After running in college (Butler) and performing well on the roads, Rob Krar hung up the laces. Injuries and a new job as a pharmacist held his focus. After that time away, Krar re-discovered his love for running on the trails. Something clicked and Krar thrived at these longer distances. At the 2013 Western States 100 mile race, he exploded onto the scene to take 2nd place. That was only the beginning, as Krar he went on to win that race twice and a slew of other notable races. Krar is now a household name in the ultramarathon scene and utilizes that platform to help others in achieving their goals.
At 14, she became the youngest to swim the English Channel and Lynne Cox just kept swimming. The roadblocks were many, but her resilience triumphed. It took Cox 11 years to secure permission to swim from the US to the USSR. Not only did she complete the 2.7 mile swim in 38 degree water, but did so in only a swimsuit, cap, and goggles. Cox’s resume is chalk-full of groundbreaking swims, many of which people initially had doubted. Rather than fall prey to their gossip, Lynne Cox just kept swimming. Her unique experiences combined with crafty storytelling have resulted in an array of novels, including a swimming manual for the Navy Seals.
James “The Iron Cowboy” Lawrence
At 28, he didn’t even know how to swim. Fast-forward ten years and the narrative has shifted. After breaking IRONMAN & Half-IRONMAN Guinness records, Lawrence set his sights on the impossible: 50 IRONMAN-distance triathlons in 50 states in 50 consecutive days. In 2015, Lawrence finished the monstrous undertaking, and day #50 was his fastest. Since then, his life has completely changed as Lawrence now speaks publicly, while also conquering other endurance challenges.
The flip switched for Dan Simonelli after seeing one of his daughters join the junior lifeguards. He transformed from a small-business owner to an influential figure in the open-water swimming scene. Simonelli now coaches a group of kids with special needs, known as the Zombie Patrol, who have completed relay crossings (including English & Catalina Channel). His accomplishments stretch beyond his coaching, As an athlete, Simonelli completed the English Channel in 2016 and a variety of other crossings.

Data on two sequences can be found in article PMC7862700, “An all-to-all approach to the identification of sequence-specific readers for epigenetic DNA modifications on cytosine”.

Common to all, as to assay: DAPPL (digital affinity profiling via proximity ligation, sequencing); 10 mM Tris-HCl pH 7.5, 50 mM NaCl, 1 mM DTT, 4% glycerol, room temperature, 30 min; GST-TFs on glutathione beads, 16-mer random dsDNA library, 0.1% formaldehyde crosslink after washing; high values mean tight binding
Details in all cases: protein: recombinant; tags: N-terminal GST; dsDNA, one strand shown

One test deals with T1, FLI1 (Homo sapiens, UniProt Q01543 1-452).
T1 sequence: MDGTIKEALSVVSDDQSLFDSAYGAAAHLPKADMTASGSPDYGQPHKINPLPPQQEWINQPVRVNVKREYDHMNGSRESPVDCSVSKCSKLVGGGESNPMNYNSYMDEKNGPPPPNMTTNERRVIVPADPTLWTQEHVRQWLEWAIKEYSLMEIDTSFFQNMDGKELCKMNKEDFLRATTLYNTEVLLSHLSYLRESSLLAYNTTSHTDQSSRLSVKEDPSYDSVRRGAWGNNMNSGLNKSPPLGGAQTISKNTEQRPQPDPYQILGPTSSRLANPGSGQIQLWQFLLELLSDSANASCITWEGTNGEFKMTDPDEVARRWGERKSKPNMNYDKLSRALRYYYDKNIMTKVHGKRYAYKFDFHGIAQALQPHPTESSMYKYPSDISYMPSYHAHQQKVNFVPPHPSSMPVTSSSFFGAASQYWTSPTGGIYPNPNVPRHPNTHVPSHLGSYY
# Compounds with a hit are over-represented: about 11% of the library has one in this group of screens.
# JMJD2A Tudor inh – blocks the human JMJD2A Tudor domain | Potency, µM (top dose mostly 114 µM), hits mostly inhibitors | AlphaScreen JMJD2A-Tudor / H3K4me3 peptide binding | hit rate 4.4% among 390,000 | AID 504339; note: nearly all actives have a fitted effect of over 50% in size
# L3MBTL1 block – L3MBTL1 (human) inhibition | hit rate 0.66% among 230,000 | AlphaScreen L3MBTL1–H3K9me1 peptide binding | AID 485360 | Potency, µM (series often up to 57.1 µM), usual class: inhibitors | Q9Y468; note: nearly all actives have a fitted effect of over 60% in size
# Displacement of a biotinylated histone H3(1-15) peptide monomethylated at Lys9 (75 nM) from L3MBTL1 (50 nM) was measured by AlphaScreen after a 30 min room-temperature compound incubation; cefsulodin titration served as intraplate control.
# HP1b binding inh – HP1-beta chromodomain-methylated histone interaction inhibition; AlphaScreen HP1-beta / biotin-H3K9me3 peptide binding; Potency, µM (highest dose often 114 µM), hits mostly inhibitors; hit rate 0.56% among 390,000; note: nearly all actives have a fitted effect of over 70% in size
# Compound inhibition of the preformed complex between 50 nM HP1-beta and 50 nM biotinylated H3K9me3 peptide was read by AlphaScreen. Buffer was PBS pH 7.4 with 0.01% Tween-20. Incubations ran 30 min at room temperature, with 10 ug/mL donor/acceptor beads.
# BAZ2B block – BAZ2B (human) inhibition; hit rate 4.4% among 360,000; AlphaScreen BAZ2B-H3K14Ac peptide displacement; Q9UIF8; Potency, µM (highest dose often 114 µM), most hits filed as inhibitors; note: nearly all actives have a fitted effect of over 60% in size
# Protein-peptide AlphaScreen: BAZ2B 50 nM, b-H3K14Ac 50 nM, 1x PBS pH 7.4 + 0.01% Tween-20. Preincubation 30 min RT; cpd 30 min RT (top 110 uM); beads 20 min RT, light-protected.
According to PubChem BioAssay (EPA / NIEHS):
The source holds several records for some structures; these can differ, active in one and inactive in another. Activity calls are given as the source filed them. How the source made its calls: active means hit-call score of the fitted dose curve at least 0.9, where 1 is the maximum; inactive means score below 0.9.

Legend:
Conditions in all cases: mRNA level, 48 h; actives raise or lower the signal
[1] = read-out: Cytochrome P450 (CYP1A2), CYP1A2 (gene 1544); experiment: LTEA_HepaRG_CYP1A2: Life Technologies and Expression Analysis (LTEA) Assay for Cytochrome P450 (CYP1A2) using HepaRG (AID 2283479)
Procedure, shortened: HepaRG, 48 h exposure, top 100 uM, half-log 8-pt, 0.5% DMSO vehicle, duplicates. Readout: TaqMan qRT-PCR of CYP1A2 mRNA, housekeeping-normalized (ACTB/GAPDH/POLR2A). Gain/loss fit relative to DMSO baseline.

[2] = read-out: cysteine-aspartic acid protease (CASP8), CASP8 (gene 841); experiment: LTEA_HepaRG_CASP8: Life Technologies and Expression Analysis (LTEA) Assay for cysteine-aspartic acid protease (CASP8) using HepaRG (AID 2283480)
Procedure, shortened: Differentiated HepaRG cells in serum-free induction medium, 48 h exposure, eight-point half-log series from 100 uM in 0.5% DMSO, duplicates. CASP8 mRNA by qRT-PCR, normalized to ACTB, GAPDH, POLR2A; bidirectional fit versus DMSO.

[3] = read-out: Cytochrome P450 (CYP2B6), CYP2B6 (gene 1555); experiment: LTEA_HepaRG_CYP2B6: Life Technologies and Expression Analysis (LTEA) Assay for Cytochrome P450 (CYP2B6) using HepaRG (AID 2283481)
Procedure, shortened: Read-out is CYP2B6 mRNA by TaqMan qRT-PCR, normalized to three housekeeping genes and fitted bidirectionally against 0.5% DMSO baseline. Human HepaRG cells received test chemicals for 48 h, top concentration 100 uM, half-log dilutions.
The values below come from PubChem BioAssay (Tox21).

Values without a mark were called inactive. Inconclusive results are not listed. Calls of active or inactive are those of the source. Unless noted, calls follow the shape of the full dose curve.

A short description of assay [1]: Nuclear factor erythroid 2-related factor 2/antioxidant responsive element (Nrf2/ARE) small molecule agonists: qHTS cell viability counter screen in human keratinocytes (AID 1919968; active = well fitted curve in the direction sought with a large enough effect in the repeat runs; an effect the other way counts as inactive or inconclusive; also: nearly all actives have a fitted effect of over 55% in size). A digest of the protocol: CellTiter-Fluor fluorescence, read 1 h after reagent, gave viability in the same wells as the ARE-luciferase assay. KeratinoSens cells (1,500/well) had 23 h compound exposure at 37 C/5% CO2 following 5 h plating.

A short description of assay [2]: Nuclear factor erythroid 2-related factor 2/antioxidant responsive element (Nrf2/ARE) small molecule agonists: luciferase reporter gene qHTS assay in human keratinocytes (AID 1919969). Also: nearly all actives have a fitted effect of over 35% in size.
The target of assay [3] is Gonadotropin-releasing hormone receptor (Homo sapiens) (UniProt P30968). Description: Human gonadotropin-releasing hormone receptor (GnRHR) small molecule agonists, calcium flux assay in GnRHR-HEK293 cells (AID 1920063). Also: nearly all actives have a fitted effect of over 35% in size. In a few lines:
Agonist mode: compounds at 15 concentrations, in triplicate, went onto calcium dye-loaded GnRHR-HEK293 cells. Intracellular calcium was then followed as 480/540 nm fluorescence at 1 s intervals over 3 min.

Long-distance swimmer/coach/paddler Kevin Eslinger started (and finished) at the back of the pack. Literally, in his first race, he finished last. But Eslinger wasn’t fueled by results. Rather, he was drawn to the unique maneuverability of the board through the ocean. That curiosity was just the start. He conquered world-record paddles from 70 to 120 miles and experienced a faire share of unforeseen difficulties along the way. In addition to his athletic accomplishments, Eslinger has helped many others complete channel crossings.
The harsh environment of the Arctic is where Sarah Mcnair-Landry thrives. Amongst many excursions, Mcnair-Landry and her brother, Eric, kite-skied across the entire Northwest Passage (3300 km). Along the way, they encountered jagged ice, inclement weather, and even aggressive polar bears. On another trip across Greenland, she was lifted and slammed by her kite. Unbeknownst to her and her crew, she cracked a vertebra in her back. Not only did she finish that mission, but thrived for the remainder of it.
The journey seems to always play out differently than anticipated. In all of their stories, adversity was inevitable. Rather than buckle, they seized those moments with full vigor. They learned from them. They got better. Then, they set their sights on the next objective, put in the work, and followed the path.
Onward and forward,